International Persons with Disabilities Day - 2020
“Building Back Better: toward a disability-inclusive, accessible and sustainable post COVID-19 World”
Today is dedicated to advocating for awareness and equal opportunities for people with disabilities and taking actions for full inclusion for the disabled in society. This day is to realize that disability comes in many different forms, a day to recognize that disability is part of our humanity. Almost everyone will have either a temporary or permanent disability during their lifetime.
A disability is a physical or mental illness that impairs someone from functioning in the workforce, at home, or in the community. Around 40% don’t get adequate care or support, making it impossible for otherwise able people to work.
Tomorrow, the UN is hosting a free webinar, “Commemorative Event for IPDP 2020: Action Toward a Disability-Inclusive, and Sustainable Post-COVID-19 World”. The aim is to build a disability-inclusive culture. The panel will discuss a framework for the world using the collaborative tools of the UN Disability Inclusion Strategy, UN Partnership on the Rights of Persons w/ Disabilities, UNWomen, and World Bank.
Although the challenges of creating a disability-inclusive culture are many and great, with the awareness of those obstacles, perhaps some real change could be made for including those with different abilities to have some of the freedoms able-bodied and able-minded people do.
There are about 1 billion people in the world who are considered disabled. That’s 15% of the globe. 720 million adults and 93 million children have disabilities. And the numbers of people with disabilities keep climbing due to longer life expectancy and an increase in chronic health conditions throughout the world.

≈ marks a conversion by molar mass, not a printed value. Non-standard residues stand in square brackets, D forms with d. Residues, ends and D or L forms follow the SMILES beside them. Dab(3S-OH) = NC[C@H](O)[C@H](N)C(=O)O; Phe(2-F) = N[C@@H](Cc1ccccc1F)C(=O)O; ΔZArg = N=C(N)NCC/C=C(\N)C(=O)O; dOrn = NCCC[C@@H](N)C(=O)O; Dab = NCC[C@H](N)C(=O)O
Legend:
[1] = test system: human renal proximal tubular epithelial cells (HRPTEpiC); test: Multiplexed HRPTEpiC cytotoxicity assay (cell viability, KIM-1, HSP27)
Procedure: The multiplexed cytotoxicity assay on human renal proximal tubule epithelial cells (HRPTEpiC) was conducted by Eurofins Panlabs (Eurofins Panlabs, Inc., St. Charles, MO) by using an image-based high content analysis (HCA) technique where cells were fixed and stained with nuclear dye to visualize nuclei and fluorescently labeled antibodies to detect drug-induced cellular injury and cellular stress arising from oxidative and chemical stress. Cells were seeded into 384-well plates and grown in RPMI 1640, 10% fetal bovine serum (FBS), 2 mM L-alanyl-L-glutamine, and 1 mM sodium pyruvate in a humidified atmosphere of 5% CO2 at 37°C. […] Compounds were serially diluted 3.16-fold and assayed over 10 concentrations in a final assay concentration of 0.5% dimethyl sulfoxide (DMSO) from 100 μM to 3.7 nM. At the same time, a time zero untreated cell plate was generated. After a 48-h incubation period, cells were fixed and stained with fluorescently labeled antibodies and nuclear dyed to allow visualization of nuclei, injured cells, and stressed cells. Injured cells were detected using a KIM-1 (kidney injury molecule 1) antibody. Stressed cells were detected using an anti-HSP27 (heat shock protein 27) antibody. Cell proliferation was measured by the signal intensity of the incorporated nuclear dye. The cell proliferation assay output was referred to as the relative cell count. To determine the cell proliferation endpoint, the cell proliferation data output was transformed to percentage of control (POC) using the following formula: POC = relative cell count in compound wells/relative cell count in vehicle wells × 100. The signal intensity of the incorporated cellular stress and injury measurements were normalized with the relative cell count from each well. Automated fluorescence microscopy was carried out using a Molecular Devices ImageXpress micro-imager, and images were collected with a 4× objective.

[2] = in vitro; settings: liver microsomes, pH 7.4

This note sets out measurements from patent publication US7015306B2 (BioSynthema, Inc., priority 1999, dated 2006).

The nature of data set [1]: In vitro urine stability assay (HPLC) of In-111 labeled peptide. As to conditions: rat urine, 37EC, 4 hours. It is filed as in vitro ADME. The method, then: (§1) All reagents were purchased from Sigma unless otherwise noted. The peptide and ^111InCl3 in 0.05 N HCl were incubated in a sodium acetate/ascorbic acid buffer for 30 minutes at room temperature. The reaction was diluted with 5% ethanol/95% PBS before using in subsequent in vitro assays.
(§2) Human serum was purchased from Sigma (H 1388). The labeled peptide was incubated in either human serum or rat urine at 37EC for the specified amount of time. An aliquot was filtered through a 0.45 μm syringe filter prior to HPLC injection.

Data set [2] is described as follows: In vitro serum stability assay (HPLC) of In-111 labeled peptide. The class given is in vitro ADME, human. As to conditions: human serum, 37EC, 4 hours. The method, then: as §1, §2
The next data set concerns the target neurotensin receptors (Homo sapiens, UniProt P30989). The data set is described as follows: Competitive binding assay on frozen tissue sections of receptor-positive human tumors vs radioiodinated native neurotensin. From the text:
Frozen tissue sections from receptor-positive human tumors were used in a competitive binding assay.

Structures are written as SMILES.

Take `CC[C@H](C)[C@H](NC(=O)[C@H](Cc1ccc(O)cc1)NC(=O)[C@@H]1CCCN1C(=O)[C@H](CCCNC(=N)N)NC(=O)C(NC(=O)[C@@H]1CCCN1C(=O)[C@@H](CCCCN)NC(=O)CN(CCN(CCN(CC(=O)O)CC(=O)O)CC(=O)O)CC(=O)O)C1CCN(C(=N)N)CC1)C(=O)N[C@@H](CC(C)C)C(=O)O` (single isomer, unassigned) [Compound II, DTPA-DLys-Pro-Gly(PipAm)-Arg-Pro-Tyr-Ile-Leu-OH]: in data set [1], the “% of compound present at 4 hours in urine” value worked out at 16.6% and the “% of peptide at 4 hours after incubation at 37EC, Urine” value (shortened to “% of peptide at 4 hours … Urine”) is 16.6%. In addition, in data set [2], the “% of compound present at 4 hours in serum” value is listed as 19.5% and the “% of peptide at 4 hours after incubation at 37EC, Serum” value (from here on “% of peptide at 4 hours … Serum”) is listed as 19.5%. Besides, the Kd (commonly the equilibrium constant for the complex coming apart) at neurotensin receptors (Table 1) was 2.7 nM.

In all countries, especially developing nations, people who are disabled face much more than what causes them their suffering. We must address poverty, a lack of resources, insurance, and competent care before any tangible difference exists for disabled people.
Poverty and disability, each feeds the other. Half of the people who are considered disabled have no health insurance. That’s 500 million people. They don’t get Doctor’s appointments, necessary meds, or treatments. So, people who may otherwise heal don’t. Those that might be comforted won’t.
Sub-Par medical care is the norm for disabled people who live in poverty when they are lucky enough to have any medical care. Many times, staff are undereducated, judgmental, and rude. Many patients get yelled at and demeaned by Dr.'s; they feel they have no other options if they want care. It is this mindset by Doctors that people with disabilities are inferior that discourages further treatment. And then, an increase in illness leads to more money spent and less work to be had. In developing countries, the difference in employment rates from able people to disabled is as much as 31%
The onset of the COVID-19 virus pulled back many people’s veils of ignorance and made them aware of pre-existing conditions of the world’s inequalities. Yet, as much as awareness is spreading, so are the inequities increasing. There is more poverty. There is more overt racism. People with disabilities have less access to healthcare and treatment, and quality of care is decreasing due to larger workloads and burnt-out Doctors.
To exacerbate the situation further, the threat of COVID infection is triple fold for people with disabilities. Immune systems are compromised with physical and mental disabilities, making those people more likely to contract the virus, have more severe symptoms, and have a higher death rate.
Can Things Get Better for Persons with Disabilities?
It will take drastic work, but with time and effort, it can. Governments need Health Agendas that address disability, a plan of action, and implement more specific programs for those with disabilities. People with disabilities should be a part of the planning process, as well.
Increased funding and improvements to recruiting and training staff are needed. As with race sensitivity, ignorance and incompetence just won’t do when dealing with a disabled patient. It is especially harmful to be insulted or belittled by someone who is supposed to care for them.
Raising public understanding and awareness is of the utmost importance. People with disabilities need to be advocated for in many instances. Through poverty, discrimination, mistreatment, or sheer discouragement, many are left unwilling to speak out of fear. People are excluded from any kind of treatment because of the extent of poverty they experience, the color of their skin and if they are able or not.
It is not only the WHO and the UN’s aim to improve the situation of people with disabilities in the world, but also to Stella’s Girls. It is unconscionable for so many people to go untreated or undertreated when they deserve the same quality of care as someone who is able.